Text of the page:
If a series converges, then the sequence of terms converges to $0$.

Following the guidelines suggested in this meta discussion, I am going to post a proposed proof as an answer to the theorem below. I believe the proof works, but would appreciate any needed corrections.

Theorem If a series $\sum_{n=1}^{\infty}a_n$ of real numbers converges then $\lim_{n \to \infty}a_n = 0$

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Proof If the series converges to the number $L$, this means that the sequence of partial sums converges to $L$, that is, $$\lim_{n \to \infty} \sum_{k=1}^n a_k = L.$$

But,

$$\lim_{n \to \infty} \sum_{k=1}^n a_k = \lim_{n \to \infty}\left( a_n + \sum_{k=1}^{n-1} a_k \right) = \lim_{n \to \infty}a_n + \lim_{n \to \infty} \sum_{k=1}^{n-1} a_k,$$ however, as $n \rightarrow \infty$, the partial sum $$\sum_{k=1}^{n-1} a_k$$ also converges to $L$. Therefore, the second equation can be rewritten as $$L = \lim_{n \to \infty} a_n + L \implies \lim_{n \to \infty}a_n = 0$$ $\square$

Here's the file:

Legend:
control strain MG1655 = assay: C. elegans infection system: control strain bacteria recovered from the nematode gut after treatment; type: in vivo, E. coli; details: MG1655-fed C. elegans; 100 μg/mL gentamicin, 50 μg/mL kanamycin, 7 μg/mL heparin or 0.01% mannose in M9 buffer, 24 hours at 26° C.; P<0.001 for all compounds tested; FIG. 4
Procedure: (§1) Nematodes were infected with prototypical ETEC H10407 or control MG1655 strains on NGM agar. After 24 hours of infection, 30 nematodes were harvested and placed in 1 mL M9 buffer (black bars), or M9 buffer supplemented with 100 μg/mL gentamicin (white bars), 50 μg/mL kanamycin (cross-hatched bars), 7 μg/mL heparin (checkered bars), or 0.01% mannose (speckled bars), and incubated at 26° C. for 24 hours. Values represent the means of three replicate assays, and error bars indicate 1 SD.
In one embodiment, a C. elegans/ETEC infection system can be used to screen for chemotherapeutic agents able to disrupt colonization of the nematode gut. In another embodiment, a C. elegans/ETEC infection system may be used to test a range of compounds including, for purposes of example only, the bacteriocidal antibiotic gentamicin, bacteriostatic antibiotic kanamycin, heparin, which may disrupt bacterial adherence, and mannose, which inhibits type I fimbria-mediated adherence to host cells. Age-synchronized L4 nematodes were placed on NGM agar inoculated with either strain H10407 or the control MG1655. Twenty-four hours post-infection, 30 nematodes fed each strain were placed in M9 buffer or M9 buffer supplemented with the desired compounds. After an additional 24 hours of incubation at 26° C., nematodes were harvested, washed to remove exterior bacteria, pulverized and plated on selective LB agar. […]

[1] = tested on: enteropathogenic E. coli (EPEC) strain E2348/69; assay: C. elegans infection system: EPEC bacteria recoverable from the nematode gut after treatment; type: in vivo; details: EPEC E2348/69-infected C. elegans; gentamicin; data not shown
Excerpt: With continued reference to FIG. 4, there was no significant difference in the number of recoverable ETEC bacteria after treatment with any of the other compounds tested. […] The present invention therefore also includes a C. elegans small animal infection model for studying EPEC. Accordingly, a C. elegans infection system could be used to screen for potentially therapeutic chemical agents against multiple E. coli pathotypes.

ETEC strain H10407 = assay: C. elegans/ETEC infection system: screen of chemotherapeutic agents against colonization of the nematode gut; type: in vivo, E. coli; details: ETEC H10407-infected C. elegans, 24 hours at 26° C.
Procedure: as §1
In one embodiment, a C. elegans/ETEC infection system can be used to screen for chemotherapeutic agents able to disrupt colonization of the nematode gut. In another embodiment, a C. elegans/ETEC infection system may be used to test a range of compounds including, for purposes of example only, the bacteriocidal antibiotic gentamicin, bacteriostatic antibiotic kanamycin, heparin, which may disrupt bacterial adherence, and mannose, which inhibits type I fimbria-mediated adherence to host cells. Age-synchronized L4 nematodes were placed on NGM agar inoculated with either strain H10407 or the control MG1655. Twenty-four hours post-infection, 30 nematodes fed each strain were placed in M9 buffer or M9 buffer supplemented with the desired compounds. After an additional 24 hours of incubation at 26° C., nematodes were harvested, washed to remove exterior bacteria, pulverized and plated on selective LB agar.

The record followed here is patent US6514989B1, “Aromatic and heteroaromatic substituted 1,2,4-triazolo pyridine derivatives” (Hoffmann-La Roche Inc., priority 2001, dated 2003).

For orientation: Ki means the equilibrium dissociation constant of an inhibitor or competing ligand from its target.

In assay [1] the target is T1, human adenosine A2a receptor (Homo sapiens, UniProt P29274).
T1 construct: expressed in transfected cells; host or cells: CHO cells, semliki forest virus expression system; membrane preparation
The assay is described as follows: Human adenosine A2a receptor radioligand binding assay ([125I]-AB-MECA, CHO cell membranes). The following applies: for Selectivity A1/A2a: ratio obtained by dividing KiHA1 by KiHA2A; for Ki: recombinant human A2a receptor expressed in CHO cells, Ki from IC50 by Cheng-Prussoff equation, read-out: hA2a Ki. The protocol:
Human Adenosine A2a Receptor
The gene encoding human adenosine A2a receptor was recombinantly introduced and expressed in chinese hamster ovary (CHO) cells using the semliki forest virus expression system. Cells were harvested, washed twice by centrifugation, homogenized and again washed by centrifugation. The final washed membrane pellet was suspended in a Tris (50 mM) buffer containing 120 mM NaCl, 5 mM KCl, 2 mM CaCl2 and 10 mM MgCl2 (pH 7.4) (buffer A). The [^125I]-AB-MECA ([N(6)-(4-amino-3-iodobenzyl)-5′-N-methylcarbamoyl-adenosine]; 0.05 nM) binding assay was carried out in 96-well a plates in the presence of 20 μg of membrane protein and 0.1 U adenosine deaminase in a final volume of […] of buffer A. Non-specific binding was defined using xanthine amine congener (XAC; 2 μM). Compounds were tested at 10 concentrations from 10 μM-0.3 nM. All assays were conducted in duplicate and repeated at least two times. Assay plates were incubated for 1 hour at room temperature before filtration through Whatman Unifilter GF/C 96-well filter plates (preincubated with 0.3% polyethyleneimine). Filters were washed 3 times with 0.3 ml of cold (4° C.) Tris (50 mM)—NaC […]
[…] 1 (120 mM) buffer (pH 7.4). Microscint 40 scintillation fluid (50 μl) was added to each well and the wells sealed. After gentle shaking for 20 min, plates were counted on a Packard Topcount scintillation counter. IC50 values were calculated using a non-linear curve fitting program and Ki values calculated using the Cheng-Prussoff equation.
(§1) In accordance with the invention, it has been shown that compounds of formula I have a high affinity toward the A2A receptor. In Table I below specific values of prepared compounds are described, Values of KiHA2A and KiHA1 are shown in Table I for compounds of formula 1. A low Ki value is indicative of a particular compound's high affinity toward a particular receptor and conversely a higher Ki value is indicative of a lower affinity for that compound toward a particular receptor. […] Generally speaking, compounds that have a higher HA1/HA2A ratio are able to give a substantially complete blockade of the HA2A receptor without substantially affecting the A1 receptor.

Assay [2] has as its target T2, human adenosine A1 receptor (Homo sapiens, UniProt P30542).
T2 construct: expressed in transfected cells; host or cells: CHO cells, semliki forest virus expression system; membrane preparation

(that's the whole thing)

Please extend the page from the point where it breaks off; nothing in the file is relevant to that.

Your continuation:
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That's fine. The standard argument goes $a_n = \sum_{i}^n a_i-\sum_{i}^{n-1}a_i\to L-L=0$ as $n \to \infty$. –  Peteris Feb 10 '12 at 23:36
Thanks for the feedback –  ItsNotObvious Feb 11 '12 at 0:52

That the series converges means that the sequence of partial sums

$$s_n=\sum_{k=1}^n a_n$$

converges. It follows that $(s_n)_n$ is a Cauchy sequence.

Now let $\varepsilon>0$. Since $(s_n)$ is a Cauchy sequence, there is an $N$ such that $\lvert s_n-s_m\rvert<\varepsilon$ for all $m,n> N$. In particular $$\lvert a_n\rvert=\lvert s_n-s_{n-1}\rvert<\varepsilon\qquad\text{for all n\ge N.}$$

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